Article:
Why You Need RSS Feeds
At one time, having a Web site also meant establishing an email list to help drive traffic to your site and to keep your clients informed. But, the Internet is changing how it does business and RSS Feeds are quickly replacing standard email lists. Let’s have a look at what’s behind this trend.
For a site owner, newsletters are becoming too expensive and time-consuming to maintain. Due to security and maintenance issues, many host providers are no longer providing built-in listserv support. (A listserv is the name given to special software that supports an email list of subscribers.) Some of the hosts that do offer a listserv charge a fee for the service based on how many emails you send a month. As your subscriber base grows, so do your fees. And, because of the proliferation of spam, many site surfers no longer want to give their email address to lists that may be sold or hacked. Because of these two Internet security issues, potential subscribers are being driven away from independent email lists and toward feed readers. If you don’t give subscribers the option of selecting an RSS Feed, you may be missing out on return traffic in the future, especially for your newsletter.
So, what is an RSS Feed and how does it work?
Initially, RSS stood for Rich Site Summary; but, due to several revisions, is generally now considered to stand for Really Simple Syndication. It allows you to quickly deliver, or feed, the changing content, news, and podcasts on your blog or Web site to multiple sources for syndication and directly to readers who subscribe to your feed.
There are three parts to RSS Feeds. The first is a feed reader that displays the information from your blog post to the end user, or subscriber of the feed. The second is the software used by the content generator (you, the author) to create the feed in a special format. The third is an RSS Feed link on your site.
A feed reader, also called an aggregator, is used by the subscriber. It allows them to automatically receive posts from multiple blogs without having to visit each one for updates. There are many feed readers on the market that a subscriber can use for free. Each has different features, but most all of them allow the subscriber to create their own virtual newspaper. Google Reader is becoming one of the more popular feed readers.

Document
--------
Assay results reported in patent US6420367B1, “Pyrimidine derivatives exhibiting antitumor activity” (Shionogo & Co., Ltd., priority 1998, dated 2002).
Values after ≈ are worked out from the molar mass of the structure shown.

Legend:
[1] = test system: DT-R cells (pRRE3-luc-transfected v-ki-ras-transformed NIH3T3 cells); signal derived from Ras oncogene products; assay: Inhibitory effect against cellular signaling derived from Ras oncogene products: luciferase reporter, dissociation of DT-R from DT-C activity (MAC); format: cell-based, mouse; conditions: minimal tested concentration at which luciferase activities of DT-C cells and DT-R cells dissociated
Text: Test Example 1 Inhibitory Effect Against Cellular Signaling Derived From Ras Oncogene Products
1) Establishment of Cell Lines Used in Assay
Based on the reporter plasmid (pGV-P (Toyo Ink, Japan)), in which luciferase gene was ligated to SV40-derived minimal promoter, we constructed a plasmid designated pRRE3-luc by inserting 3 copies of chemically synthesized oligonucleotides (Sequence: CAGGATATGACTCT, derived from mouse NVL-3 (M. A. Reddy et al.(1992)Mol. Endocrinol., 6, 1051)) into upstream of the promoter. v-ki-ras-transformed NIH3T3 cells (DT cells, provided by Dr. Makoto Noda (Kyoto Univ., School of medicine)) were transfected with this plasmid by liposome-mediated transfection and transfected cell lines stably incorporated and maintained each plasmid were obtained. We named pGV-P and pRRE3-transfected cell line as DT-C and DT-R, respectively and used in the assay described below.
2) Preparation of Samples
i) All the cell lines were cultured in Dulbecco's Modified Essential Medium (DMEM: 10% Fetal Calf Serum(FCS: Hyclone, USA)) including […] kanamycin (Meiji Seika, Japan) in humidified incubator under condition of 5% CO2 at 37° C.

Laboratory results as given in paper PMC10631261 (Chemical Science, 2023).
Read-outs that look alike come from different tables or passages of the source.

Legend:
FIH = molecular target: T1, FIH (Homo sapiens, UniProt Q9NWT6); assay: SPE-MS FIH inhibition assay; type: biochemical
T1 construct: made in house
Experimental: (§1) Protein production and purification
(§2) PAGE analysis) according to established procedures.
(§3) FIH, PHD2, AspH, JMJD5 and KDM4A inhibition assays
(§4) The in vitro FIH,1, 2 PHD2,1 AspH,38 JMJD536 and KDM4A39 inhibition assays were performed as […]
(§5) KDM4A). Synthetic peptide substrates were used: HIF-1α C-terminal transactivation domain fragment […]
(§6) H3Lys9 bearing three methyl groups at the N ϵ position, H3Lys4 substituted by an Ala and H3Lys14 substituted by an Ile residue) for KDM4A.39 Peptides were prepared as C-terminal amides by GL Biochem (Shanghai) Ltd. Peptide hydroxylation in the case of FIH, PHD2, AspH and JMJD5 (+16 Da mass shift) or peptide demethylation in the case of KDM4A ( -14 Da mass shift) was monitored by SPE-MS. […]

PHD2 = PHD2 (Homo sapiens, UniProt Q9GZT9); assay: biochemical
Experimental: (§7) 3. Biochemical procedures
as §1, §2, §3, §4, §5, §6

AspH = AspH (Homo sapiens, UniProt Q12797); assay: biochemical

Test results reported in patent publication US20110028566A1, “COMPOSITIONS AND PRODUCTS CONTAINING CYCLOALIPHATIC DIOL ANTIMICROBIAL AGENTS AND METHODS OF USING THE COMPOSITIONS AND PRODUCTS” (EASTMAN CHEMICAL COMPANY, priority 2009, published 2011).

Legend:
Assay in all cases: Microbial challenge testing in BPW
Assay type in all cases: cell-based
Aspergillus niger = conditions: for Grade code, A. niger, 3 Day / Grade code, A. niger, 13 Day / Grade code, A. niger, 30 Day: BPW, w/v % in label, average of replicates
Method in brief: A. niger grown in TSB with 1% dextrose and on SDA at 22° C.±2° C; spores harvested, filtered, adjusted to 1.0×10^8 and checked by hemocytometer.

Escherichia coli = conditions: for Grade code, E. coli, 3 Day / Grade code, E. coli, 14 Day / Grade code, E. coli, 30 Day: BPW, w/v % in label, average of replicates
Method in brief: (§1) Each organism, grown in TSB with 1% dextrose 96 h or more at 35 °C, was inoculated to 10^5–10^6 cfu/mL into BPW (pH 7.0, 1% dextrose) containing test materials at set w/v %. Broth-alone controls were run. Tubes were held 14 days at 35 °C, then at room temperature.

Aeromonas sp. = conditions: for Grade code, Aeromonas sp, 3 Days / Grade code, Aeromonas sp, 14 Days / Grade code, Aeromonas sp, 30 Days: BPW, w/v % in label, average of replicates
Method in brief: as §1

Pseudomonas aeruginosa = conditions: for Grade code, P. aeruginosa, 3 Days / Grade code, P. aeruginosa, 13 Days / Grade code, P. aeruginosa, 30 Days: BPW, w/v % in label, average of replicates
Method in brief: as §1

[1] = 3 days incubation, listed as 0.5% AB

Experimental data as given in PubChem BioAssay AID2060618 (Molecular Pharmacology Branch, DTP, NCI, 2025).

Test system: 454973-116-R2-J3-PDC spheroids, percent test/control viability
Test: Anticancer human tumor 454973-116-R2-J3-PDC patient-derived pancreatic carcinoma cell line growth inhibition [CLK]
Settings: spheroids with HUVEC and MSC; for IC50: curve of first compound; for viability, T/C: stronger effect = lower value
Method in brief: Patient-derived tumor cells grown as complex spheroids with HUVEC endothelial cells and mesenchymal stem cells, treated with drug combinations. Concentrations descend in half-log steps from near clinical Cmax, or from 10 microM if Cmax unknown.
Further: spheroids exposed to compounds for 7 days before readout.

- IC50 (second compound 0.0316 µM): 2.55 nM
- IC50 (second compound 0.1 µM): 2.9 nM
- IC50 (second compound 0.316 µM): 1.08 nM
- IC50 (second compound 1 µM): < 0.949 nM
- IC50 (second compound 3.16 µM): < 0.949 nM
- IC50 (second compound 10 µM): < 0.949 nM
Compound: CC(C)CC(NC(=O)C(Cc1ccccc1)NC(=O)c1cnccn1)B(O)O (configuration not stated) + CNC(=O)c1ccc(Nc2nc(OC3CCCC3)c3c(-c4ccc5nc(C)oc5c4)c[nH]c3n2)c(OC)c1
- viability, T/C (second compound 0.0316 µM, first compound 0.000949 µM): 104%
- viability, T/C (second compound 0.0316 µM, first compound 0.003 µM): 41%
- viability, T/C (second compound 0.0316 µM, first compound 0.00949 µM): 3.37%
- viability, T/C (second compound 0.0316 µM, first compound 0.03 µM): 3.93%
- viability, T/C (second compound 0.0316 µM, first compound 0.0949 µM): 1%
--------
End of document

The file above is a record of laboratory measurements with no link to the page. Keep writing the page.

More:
To make your blog content available to the feed readers of your subscribers, you must use some type of software program that converts the content into the proper format for the reader. This is process is called burning your feed. Google owns such a service, called FeedBurner, and it’s free for you to use for unlimited posts. It also has some great features, including statistics showing how many folks are subscribing to your feed. The feed service automatically formats your blog post to be delivered to the viewer’s app of choice, whether that is email, a feed reader, or syndication.
Here’s the best part for you. Once you set up your feed burning software account, you can very easily integrate it into your blog. Then, all you have to do is make a regular post entry and it will automatically be available to anyone who has subscribed to your feed. You can also subscribe your own Web site to your feed and it will be auto-populated with your blog entry too. And, folks who run sites that are hungry for content can subscribe to your feed and populate their site with your information. This is called syndication. As you can see, the main benefit of RSS Feeds is that your information becomes available to a much wider audience and all you have to do is make a blog entry.